Just as the presents under our Christmas trees have specific names on them, so too did God send Jesus into the world to provide forgiveness and eternal life for individuals.
How would it change our Thanksgiving Day if instead of sharing the traditional things for which we are thankful—health, a good job, etc., we said that we were grateful for a trial in our life? Trials are not punishment but a petri dish for growing our faith.
There is no better news than God’s wrath averted, His forgiveness received, and eternal life secured through faith in Christ.
God’s word is absolute and authoritative truth (John 17:17), whose moral standards and merciful Savior we reject to our culture’s peril and our eternal punishment.
Jesus taught: “A new command I give you: Love one another.” What was so new about this very old principal? It was His example.
As grand as it is to live in the “land of the free and the home of the brave,” there is a freedom more precious and permanent purchased at great price.
There is no shortage of activities with which we busy ourselves. But is all this busyness necessary? Does it prevent or promote our spiritual health?
Spring is supposed to bring flowers with their bright colors and pleasant aromas. A relationship with Christ is supposed to produce within His followers “the sweet aroma of the knowledge of Him in every place” (2 Corinthians 2:14).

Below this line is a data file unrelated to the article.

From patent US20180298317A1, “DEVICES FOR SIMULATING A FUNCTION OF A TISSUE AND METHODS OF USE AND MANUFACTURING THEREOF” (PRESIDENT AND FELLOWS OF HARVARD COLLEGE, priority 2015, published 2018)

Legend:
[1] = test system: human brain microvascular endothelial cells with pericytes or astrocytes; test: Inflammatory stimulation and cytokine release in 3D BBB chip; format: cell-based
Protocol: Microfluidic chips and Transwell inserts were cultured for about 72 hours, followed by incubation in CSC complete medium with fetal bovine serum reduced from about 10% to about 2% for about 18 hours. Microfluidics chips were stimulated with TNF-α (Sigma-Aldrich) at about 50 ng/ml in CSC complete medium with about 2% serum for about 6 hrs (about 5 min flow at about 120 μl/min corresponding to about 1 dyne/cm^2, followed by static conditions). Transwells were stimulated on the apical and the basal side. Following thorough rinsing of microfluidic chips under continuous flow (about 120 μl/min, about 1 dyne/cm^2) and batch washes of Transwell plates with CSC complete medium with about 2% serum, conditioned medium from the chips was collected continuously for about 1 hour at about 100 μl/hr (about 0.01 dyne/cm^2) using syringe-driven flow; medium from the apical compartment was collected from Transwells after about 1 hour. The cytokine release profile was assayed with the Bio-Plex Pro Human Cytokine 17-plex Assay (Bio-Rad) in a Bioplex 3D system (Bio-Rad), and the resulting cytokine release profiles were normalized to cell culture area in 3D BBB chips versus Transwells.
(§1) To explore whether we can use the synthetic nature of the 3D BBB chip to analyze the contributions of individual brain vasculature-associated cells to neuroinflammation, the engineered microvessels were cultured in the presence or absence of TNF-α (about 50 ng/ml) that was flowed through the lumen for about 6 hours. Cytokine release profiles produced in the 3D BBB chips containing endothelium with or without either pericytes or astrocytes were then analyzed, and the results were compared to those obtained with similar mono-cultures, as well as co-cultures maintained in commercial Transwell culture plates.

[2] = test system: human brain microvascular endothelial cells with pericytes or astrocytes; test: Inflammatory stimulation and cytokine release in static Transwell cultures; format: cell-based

I got into our car only to discover that the gas tank was nearly empty. I was not excited about empty. Recently I reached into a granola bar box only to realize that it was empty. I was not excited about empty. Empty is not usually exciting, but every year at this time, Christians are very excited about an empty tomb.
A Me-First mentality is incompatible with an awareness of the need for or an appreciation of mercy. The Bible paints a completely different picture of the human condition.
Good servants of Christ “train for the purpose of godliness.” Training is neither natural nor accidental, but deliberate and intentional. Let’s be intentionally spiritual in 2019!
Christians should have a monopoly on joy because of what Christmas celebrates: The coming of a quite literal bundle of Joy, Jesus our Lord and Savior, bringing joy to the world.
In 1 Thessalonians 5:17 Paul admonishes the believers… “In everything give thanks for this is God’s will for you in Christ Jesus.” “Everything” must include triumph as well as tribulation. Consider two ways that suffering profits God’s people.
When we covet what our neighbor has it takes our focus off what we have and puts it on what we think is missing. The covetousness forbidden in the 10th commandment is basically a form of the idolatry forbidden in the first, where we ignore God’s provision to us and look to objects or status for our ultimate satisfaction and identity.
It seems that the longer we have been a follower of Jesus, the less likely we are to speak up boldly about what He has done in our lives.
Psalm 90 gives us incentive to live purposefully, which begins with a right standing with God and continues with right living with God.
Our proclivity to participate in what we deem profitable reveals that gathering as a church family to pray is not very high on the priority list.
Our celebration of Independence Day has come and gone, but I wonder if we know what it really means to be “set free” in our personal lives.